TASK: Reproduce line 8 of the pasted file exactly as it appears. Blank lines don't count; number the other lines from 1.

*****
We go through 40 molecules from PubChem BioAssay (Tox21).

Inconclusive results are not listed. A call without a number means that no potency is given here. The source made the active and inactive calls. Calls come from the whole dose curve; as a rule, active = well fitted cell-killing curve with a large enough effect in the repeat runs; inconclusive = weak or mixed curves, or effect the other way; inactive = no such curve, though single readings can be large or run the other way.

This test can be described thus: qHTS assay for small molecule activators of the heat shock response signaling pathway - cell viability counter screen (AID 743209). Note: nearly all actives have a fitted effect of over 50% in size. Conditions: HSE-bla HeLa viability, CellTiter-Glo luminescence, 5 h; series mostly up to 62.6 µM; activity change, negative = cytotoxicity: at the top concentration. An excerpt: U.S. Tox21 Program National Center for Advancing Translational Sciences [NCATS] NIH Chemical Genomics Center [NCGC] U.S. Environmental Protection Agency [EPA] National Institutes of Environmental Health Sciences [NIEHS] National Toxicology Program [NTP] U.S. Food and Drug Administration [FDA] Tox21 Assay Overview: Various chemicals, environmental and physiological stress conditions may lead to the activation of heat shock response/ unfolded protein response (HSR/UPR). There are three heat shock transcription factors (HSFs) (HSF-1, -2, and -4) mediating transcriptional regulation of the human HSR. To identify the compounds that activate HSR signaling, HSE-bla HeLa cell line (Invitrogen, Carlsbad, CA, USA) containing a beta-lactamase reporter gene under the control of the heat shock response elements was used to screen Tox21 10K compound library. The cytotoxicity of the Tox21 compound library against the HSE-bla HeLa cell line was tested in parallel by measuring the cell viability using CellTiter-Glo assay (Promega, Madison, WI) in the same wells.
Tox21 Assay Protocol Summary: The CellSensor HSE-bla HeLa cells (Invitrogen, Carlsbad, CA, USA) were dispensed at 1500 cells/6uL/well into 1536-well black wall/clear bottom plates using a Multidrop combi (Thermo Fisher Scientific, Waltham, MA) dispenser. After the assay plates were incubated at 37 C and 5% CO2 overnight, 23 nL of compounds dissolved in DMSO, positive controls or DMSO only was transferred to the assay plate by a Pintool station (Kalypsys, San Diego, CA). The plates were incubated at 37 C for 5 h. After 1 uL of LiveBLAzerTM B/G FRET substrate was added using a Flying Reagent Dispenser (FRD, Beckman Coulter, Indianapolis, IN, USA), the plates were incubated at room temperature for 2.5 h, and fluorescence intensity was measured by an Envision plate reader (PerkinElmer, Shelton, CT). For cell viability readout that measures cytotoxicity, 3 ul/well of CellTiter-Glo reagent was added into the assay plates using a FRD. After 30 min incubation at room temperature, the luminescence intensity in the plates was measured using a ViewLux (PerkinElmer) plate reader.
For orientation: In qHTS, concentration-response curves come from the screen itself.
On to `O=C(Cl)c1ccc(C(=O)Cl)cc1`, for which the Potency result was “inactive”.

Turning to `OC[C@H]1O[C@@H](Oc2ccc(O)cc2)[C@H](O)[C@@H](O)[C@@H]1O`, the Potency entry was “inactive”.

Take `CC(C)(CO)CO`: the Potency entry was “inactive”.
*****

Take `CC(C)(CO)CO`: the Potency entry was “inactive”.